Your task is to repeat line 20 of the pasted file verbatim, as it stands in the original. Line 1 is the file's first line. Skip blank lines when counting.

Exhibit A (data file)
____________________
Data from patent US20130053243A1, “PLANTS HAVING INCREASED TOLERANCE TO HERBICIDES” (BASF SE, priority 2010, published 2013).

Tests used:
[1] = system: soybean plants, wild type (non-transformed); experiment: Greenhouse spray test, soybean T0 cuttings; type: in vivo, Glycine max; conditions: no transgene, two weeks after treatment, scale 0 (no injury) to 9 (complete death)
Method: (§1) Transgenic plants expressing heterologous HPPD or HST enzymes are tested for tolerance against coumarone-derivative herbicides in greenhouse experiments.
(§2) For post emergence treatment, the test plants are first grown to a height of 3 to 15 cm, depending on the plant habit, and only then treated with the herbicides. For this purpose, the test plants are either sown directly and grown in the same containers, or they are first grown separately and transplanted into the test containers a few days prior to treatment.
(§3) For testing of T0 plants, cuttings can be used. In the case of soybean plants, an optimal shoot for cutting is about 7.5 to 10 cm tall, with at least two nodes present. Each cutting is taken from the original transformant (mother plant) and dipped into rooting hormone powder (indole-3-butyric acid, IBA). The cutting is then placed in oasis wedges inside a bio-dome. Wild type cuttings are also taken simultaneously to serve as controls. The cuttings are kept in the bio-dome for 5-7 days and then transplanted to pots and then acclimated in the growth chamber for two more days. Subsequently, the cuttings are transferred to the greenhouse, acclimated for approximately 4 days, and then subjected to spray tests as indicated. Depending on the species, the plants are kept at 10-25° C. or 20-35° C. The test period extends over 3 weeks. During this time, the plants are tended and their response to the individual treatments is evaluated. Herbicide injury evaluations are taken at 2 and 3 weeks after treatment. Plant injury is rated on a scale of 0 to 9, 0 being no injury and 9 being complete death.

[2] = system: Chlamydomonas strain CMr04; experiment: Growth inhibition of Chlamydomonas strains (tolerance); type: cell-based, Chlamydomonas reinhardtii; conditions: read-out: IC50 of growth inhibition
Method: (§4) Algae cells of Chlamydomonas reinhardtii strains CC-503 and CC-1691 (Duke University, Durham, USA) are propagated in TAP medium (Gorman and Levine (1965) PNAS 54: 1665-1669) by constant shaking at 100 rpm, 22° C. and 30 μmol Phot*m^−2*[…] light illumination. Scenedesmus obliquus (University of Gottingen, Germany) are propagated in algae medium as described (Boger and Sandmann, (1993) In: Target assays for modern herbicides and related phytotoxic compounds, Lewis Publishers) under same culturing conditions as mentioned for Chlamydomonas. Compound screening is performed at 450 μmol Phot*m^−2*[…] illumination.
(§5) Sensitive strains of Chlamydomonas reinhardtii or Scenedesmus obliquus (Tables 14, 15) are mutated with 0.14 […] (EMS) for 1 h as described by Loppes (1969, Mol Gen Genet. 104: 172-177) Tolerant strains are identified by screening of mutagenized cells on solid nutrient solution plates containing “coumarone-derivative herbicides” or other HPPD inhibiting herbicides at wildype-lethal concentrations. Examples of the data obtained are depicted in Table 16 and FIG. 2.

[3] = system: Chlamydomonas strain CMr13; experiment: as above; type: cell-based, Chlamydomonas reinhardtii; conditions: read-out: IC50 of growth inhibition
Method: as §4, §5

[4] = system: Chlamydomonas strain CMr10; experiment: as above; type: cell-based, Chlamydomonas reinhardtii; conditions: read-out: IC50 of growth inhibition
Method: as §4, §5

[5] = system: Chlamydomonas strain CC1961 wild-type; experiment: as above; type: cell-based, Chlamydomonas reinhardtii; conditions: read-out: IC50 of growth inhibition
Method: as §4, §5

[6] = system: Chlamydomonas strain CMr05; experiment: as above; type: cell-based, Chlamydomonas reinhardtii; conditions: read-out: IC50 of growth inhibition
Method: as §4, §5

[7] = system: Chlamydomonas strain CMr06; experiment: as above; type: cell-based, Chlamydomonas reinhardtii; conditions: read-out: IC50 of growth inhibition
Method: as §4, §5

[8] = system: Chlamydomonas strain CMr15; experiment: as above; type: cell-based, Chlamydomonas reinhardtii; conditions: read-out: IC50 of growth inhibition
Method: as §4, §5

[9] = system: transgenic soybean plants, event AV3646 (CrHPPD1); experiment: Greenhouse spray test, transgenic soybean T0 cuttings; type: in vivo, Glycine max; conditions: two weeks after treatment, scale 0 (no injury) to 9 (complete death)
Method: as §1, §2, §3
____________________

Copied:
[8] = system: Chlamydomonas strain CMr15; experiment: as above; type: cell-based, Chlamydomonas reinhardtii; conditions: read-out: IC50 of growth inhibition